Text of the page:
Once, I passed a teepee on the highway
but I didn’t know anything. Then you wrote
to me that you lived the Navajo life for
two weeks. How you were witness to night catching the scent of the stars in its palm,
so it’s just you, the fire, and a billion pinhole apertures expanding across the noiseless inheritance. How mothers and their daughters
and their grandmothers weave their own patterning dreams and rugs from the sky so they can sleep among their ancestors.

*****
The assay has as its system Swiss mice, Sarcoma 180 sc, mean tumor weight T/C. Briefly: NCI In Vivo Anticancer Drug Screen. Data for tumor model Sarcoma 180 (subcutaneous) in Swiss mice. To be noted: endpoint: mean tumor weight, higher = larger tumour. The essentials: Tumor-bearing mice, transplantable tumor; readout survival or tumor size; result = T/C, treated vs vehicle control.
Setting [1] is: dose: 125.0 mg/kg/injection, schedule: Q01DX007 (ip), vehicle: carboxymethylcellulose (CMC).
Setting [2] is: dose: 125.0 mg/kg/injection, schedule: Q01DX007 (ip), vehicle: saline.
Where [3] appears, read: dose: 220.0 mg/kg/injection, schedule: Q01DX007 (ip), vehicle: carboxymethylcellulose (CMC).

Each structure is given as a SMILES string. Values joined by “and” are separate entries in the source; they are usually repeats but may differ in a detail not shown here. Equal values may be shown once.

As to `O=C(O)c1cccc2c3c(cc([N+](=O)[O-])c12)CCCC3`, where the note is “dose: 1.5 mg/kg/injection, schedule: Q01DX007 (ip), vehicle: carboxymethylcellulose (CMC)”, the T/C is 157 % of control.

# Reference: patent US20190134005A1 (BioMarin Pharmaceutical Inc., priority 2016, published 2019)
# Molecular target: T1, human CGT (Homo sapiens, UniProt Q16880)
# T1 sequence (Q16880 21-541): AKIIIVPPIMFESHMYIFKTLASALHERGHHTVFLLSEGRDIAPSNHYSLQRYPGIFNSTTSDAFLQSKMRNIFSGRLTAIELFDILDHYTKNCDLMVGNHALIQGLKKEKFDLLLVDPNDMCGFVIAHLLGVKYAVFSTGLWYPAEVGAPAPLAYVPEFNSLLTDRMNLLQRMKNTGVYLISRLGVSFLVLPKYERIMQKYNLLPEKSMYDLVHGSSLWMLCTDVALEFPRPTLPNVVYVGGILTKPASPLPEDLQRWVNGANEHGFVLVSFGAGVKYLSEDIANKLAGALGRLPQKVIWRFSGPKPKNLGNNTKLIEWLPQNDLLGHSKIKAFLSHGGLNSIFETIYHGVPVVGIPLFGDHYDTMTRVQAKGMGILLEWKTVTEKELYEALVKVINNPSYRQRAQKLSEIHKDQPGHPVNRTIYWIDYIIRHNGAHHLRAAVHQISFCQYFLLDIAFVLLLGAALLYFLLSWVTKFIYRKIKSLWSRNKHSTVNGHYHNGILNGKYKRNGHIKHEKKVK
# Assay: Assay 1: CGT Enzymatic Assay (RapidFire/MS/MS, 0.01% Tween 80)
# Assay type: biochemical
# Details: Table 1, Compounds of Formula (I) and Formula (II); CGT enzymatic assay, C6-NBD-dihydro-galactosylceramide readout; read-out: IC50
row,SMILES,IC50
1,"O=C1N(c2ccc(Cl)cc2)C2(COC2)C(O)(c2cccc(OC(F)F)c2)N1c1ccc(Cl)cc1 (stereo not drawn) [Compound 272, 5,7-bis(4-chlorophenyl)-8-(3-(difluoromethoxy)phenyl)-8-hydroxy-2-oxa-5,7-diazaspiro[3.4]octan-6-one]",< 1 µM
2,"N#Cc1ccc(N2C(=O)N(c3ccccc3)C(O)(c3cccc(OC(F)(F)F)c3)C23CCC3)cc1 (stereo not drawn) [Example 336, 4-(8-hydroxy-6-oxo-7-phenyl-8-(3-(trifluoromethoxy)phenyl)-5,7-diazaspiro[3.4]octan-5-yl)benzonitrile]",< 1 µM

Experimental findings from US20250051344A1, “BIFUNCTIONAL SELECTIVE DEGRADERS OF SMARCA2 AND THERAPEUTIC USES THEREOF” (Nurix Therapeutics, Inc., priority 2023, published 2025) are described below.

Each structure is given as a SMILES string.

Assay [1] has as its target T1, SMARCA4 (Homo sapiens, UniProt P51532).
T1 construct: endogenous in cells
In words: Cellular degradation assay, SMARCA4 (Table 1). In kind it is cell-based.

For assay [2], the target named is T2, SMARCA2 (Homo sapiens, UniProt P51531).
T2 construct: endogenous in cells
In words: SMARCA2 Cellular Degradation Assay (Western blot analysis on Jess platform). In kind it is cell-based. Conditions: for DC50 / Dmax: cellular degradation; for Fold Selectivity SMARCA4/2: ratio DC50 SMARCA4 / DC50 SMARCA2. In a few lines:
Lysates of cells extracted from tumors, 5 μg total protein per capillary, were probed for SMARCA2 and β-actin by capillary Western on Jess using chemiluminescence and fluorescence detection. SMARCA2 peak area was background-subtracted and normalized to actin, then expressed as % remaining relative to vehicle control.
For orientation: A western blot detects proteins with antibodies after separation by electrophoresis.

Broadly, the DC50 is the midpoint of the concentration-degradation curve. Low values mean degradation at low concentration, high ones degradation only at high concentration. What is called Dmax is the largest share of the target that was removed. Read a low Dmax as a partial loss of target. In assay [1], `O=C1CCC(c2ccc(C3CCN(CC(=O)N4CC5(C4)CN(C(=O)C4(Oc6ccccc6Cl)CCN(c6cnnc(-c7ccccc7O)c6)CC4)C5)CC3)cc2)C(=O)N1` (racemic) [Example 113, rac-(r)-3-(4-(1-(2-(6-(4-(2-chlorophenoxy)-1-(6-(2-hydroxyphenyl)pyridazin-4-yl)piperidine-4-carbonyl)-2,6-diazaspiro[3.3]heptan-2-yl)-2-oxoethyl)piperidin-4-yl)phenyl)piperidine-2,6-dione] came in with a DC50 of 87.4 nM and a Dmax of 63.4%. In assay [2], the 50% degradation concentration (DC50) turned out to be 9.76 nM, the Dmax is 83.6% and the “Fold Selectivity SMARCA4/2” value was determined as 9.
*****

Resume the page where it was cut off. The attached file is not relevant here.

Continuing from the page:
You told me how they have words for everything
we don’t and the children play in the dusty light that turns
dark pink. How bus rides with strangers are worth
eight hours because the mountain views are prodigious
but not ambitious and there is never an opportunity
for you to sigh and think what am I doing here because
home isn’t something you question or consciously search
for, home finds you when it peeks out from the pockets
of nopales and red rocks to hum with the deep wind, when
it lulls you to sleep at night with ease, when it fills all the space between your bones and soul that you didn’t know existed.